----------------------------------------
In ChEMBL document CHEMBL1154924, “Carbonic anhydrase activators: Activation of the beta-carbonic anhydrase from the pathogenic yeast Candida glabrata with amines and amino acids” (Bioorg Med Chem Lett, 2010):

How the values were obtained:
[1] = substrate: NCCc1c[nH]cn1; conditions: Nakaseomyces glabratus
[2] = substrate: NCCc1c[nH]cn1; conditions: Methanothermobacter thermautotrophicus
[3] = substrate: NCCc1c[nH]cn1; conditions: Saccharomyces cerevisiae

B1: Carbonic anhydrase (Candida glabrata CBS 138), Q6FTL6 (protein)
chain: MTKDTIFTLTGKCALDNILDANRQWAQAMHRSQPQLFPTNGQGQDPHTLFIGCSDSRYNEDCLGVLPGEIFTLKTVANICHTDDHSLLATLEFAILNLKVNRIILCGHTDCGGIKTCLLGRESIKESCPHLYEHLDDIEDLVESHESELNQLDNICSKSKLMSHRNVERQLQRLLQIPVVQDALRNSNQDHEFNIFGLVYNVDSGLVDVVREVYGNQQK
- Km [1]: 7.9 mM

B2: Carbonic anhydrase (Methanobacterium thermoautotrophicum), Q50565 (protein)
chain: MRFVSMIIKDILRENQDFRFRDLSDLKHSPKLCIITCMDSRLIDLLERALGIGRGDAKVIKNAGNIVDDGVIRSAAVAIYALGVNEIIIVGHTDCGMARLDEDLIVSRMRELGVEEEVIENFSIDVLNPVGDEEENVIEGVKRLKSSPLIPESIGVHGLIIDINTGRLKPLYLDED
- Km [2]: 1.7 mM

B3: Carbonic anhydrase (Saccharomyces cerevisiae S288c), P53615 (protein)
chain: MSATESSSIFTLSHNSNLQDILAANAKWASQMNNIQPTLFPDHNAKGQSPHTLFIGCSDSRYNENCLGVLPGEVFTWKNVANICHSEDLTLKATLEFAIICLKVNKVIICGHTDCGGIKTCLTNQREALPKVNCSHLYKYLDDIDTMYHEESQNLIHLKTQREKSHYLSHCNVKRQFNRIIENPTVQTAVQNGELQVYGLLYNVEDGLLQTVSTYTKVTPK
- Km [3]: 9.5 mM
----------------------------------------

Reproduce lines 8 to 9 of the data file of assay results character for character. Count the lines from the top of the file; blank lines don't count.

- Km [1]: 7.9 mM

B2: Carbonic anhydrase (Methanobacterium thermoautotrophicum), Q50565 (protein)